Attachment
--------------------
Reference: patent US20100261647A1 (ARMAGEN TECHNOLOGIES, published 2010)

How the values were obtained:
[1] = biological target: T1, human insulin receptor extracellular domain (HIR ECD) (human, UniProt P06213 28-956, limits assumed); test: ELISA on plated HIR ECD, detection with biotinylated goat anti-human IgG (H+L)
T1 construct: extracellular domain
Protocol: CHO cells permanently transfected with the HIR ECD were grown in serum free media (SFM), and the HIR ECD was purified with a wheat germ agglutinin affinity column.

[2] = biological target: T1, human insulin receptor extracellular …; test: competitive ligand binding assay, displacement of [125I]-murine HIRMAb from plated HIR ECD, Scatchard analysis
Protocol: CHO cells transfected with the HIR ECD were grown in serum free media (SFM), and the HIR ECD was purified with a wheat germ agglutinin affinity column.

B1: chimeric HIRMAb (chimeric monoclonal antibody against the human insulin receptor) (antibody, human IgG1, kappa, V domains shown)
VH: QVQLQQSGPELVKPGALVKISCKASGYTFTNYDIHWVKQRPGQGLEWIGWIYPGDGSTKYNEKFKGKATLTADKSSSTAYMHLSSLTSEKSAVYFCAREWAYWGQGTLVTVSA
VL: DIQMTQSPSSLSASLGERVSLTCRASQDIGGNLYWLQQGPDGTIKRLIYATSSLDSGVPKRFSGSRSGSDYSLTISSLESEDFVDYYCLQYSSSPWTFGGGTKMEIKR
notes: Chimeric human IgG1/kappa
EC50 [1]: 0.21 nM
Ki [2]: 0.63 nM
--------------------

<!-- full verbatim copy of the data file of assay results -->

Reference: patent US20100261647A1 (ARMAGEN TECHNOLOGIES, published 2010)

How the values were obtained:
[1] = biological target: T1, human insulin receptor extracellular domain (HIR ECD) (human, UniProt P06213 28-956, limits assumed); test: ELISA on plated HIR ECD, detection with biotinylated goat anti-human IgG (H+L)
T1 construct: extracellular domain
Protocol: CHO cells permanently transfected with the HIR ECD were grown in serum free media (SFM), and the HIR ECD was purified with a wheat germ agglutinin affinity column.

[2] = biological target: T1, human insulin receptor extracellular …; test: competitive ligand binding assay, displacement of [125I]-murine HIRMAb from plated HIR ECD, Scatchard analysis
Protocol: CHO cells transfected with the HIR ECD were grown in serum free media (SFM), and the HIR ECD was purified with a wheat germ agglutinin affinity column.

B1: chimeric HIRMAb (chimeric monoclonal antibody against the human insulin receptor) (antibody, human IgG1, kappa, V domains shown)
VH: QVQLQQSGPELVKPGALVKISCKASGYTFTNYDIHWVKQRPGQGLEWIGWIYPGDGSTKYNEKFKGKATLTADKSSSTAYMHLSSLTSEKSAVYFCAREWAYWGQGTLVTVSA
VL: DIQMTQSPSSLSASLGERVSLTCRASQDIGGNLYWLQQGPDGTIKRLIYATSSLDSGVPKRFSGSRSGSDYSLTISSLESEDFVDYYCLQYSSSPWTFGGGTKMEIKR
notes: Chimeric human IgG1/kappa
EC50 [1]: 0.21 nM
Ki [2]: 0.63 nM